Why Ferguson matters to Jews

“Standing on the parted shores of history, we still believe what we were taught before ever we stood at Sinai’s foot:

“That wherever we go, it is eternally Egypt; that there is a better place, a promised land; that the winding way to that promise passes through the wilderness.

“That there is no way to get from here to there except by joining hands, marching together.”

This passage is read every Friday night at my synagogue, Barnert Temple, and I am moved each time it is read. Ever since I was a teenager, I would picture Rabbi Abraham Joshua Heschel and Dr. Martin Luther King Jr. walking hand in hand in 1965, marching for voting rights in Selma, Alabama.

 

 

To a daughter on her way to Israel

We spend much of Thursday at Marshall’s.

“What do you think?” I ask you, frowning. “Here. Add up these numbers.” I read you the measurements of the cute red wheelie bag, and you punch the figures into your phone.

“It comes to 44, Mom. Perfect!” Perfect for El Al, that is. Height plus width plus depth, the dimensions of your carry-on luggage may not exceed 45 inches.

“That’s great, sweetie!” I say cheerfully, and we wheel it to the cashier. One more thing we can cross off the list.

 

 

FAA decision flies in face of reality

 

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Jewish time

Have you forgotten that the seasons have no regard

for the sovereignty of the sun

and instead attend upon

the grace and glory of the moon?

have you forgotten that the day begins

with evening’s song

and ends with shadow’s conquest of the hills?


 

I never heard any talk about “Jewish time” until I moved to New Jersey. When I was growing up, my family belonged to a Reform temple in Forest Hills, New York, and maybe it still retained a strong sense of its German-Jewish origins. Punctuality is a value, some say an obsession, present in powerful form in British as well as German culture, and by extension the Anglo-Saxon-dominated culture of the United States. And it was marginalized groups that were known to possess a different sense of time from the mainstream.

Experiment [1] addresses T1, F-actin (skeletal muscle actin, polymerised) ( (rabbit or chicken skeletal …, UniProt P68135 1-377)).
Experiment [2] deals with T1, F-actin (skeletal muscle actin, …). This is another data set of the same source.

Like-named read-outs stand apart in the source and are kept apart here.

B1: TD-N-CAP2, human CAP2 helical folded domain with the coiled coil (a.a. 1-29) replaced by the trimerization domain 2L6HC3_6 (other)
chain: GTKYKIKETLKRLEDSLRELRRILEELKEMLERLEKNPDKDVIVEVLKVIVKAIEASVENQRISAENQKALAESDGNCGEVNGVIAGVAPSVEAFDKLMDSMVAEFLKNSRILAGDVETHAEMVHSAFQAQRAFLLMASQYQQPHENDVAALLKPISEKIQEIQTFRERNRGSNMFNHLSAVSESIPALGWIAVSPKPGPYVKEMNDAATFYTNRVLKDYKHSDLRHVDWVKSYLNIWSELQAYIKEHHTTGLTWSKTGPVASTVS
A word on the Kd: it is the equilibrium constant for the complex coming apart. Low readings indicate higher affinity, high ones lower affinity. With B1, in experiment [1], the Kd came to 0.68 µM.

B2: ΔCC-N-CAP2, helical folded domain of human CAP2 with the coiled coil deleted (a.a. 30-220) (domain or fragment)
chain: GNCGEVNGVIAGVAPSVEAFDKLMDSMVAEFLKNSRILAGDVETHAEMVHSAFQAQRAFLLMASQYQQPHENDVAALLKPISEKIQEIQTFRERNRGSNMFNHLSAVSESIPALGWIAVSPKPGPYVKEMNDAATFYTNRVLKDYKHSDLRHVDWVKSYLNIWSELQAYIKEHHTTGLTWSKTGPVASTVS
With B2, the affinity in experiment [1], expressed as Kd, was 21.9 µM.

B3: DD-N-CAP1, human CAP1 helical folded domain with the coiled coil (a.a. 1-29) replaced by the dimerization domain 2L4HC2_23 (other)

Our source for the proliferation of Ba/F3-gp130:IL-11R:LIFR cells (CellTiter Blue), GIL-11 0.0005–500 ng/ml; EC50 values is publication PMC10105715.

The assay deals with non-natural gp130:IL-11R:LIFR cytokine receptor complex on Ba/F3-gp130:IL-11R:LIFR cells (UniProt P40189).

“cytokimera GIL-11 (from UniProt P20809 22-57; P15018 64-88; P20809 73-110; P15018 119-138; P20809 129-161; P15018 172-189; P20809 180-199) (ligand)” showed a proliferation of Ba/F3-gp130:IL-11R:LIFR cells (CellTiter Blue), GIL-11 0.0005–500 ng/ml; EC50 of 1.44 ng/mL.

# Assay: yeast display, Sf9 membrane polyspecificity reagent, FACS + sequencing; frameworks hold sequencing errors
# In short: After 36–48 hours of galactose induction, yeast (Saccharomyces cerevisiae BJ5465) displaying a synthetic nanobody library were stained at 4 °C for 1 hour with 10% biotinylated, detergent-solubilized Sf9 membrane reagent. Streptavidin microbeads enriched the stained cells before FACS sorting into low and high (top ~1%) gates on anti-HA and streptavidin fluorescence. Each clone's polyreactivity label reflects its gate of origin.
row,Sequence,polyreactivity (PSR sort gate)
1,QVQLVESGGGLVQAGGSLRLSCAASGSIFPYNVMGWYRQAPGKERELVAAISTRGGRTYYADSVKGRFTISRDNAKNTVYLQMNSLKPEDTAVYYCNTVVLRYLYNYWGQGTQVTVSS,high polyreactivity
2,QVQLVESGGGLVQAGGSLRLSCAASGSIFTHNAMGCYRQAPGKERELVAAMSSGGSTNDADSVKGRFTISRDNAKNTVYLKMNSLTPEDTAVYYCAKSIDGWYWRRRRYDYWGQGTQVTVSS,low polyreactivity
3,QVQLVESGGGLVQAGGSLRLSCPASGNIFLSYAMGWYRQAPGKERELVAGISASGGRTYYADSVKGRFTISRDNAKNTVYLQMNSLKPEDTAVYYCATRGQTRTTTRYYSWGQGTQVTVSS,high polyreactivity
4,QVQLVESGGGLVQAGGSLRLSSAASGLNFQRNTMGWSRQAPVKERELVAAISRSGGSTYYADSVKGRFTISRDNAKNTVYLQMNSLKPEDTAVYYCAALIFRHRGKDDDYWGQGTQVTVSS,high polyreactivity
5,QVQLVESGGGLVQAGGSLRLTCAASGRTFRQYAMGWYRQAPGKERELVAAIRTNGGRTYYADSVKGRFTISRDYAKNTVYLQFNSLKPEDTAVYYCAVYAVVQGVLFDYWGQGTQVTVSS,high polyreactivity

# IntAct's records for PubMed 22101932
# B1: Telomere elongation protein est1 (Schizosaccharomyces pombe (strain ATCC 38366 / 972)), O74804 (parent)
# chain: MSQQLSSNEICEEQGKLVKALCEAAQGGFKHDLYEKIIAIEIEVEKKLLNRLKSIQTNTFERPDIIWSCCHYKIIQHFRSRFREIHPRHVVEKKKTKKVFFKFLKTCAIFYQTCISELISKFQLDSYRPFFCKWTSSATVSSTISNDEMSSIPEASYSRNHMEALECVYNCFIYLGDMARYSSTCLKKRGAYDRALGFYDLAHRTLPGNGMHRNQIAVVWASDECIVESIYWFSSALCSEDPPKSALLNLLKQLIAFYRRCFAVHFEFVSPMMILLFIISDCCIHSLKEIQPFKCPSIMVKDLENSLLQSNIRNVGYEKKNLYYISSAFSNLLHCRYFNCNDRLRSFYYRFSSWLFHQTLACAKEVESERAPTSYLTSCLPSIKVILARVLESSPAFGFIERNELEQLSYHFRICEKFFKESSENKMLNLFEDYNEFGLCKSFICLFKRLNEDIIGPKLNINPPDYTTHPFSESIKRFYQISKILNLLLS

That’s why, back when I was a college student in the ‘70s, I heard references to stereotypes about “Indian time” for Native Americans, “Spanish time” for Latinos, and “Black time” for African-Americans. But back then, I never heard anyone talk about “Jewish time” or “Hebrew time” to explain why, for example, services scheduled to begin at 8 p.m. might not actually start until 8:15 or 8:20.

 

 

Turning inward,looking outward

We live in a world that teaches us to blame others for our failures and struggles.

Whether it’s health, finances, stalled careers, or emotional unhappiness, our often narcissistic and litigious society has trained us to look outside ourselves to justify our suffering. We explain our pain by telling ourselves that someone hurt us, our boss overworked us, or a merchant was dishonest with us.

Not so in Jewish tradition. Judaism asks us to turn inward when we are faced with conflict: Did I play a part in bringing this pain on? Could I have done something to contribute to my sadness? The classic expression of this is found in the rabbinic texts explaining reasons for the Churban — the destruction of the ancient Temples in Jerusalem. They explain that the first Temple fell because of the sins of idolatry, murder and sexual immorality, and the second because of sinat chinam, unbridled hatred between Jews.

 

 

The many faces of Zionism

Zionism is many things to many people.

For some, it is the great hope of the Jewish people and the guarantor of our survival. For others, including a noticeable number of Jews, it is the ruination of Jewish values and a form of racism, despite the U.N.’s long-overdue rejection of that equation in 1991. On one hand, for some Jews and Christian supporters it is a dream become reality. On the other hand, there are Jews and Christians—at least one group whose church organization voted to boycott some American companies doing business with Israel—who view Zionism as a nightmare composed of missed opportunities and worse. Why such disparate views about what appears to be a single ideology?

Writ large, classical Zionism was believed by all Zionists to be the national movement for the return of Jewry to its homeland and for the creation of a sovereign Jewish state. But Zionism never was a single ideology. There was socialist Zionism and revisionist Zionism, secular Zionism and religious Zionism. There was the Zionism that foresaw the disappearance of the diaspora and the Zionism that held Israel to be the center of the creation of a Jewish-Hebraic culture that would inform diaspora Jewish life and preserve it for generations to come.